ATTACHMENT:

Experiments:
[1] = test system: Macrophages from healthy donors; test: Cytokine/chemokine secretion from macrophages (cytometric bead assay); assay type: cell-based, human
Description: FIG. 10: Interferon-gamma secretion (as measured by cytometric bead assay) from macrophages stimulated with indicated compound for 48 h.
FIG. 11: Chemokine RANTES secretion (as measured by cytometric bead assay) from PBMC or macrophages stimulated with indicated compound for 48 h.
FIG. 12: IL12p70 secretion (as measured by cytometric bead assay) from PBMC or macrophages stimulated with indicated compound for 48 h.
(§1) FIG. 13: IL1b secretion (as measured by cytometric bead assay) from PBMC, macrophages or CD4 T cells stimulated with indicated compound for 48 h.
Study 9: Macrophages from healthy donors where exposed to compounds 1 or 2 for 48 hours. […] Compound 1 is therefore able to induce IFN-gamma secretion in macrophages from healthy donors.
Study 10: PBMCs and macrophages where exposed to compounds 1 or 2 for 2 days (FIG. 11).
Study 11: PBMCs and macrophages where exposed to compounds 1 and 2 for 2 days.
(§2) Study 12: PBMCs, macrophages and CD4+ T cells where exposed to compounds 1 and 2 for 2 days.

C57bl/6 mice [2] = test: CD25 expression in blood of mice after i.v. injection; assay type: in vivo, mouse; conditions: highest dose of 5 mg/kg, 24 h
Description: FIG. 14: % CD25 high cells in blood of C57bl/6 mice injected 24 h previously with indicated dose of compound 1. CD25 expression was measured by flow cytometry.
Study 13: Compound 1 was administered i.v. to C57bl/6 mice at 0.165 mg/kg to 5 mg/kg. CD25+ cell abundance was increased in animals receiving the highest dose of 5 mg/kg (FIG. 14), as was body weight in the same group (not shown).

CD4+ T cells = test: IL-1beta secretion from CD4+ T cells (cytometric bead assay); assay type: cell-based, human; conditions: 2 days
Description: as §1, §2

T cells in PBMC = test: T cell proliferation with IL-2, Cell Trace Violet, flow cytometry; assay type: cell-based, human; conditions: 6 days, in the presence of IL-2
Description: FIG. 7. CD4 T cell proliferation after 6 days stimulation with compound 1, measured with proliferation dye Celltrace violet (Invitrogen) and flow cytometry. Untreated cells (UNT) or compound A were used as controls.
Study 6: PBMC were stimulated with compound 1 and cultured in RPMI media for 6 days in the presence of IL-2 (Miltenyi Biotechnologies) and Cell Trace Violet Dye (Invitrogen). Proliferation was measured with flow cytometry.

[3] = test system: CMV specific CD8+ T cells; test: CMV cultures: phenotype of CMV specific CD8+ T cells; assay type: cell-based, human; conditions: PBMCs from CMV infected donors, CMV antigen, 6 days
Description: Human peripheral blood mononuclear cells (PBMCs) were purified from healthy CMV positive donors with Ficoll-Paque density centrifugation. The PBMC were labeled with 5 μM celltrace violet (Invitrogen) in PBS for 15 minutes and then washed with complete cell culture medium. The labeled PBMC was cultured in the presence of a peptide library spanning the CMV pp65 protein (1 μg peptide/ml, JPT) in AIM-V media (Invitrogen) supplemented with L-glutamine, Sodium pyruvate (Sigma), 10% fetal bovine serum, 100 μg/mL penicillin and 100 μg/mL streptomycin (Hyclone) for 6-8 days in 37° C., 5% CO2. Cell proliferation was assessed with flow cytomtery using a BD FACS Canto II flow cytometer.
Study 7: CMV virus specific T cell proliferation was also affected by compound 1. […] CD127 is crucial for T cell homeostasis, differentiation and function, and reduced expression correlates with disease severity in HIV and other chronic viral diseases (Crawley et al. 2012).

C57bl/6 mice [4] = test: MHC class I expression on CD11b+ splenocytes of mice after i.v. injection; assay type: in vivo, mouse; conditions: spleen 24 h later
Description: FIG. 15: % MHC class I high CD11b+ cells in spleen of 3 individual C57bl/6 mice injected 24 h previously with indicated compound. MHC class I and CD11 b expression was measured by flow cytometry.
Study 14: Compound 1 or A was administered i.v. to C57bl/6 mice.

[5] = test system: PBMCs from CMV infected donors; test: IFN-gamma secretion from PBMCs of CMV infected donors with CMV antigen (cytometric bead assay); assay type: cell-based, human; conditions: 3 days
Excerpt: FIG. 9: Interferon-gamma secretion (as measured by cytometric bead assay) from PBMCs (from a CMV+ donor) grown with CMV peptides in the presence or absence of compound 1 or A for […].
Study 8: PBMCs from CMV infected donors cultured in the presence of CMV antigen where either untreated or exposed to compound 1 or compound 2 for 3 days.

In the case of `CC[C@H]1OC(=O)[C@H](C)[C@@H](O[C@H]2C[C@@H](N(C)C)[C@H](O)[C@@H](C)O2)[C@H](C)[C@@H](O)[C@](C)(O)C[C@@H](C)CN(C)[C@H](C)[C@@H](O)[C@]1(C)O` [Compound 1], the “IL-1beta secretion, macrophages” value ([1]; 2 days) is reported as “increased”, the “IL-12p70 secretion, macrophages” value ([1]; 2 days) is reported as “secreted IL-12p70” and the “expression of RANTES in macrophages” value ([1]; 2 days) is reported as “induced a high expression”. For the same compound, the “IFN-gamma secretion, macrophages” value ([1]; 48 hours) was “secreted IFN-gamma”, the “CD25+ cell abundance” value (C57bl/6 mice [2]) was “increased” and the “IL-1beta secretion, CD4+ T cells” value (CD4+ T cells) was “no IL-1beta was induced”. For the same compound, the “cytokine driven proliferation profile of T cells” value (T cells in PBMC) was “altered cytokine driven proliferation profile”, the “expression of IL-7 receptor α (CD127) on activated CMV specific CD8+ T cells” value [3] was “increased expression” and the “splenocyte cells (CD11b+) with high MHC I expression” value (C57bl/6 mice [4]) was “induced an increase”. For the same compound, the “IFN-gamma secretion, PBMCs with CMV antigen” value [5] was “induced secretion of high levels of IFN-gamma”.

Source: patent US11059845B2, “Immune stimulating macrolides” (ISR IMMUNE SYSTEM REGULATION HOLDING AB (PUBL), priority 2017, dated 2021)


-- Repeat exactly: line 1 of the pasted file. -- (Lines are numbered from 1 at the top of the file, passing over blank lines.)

Experiments: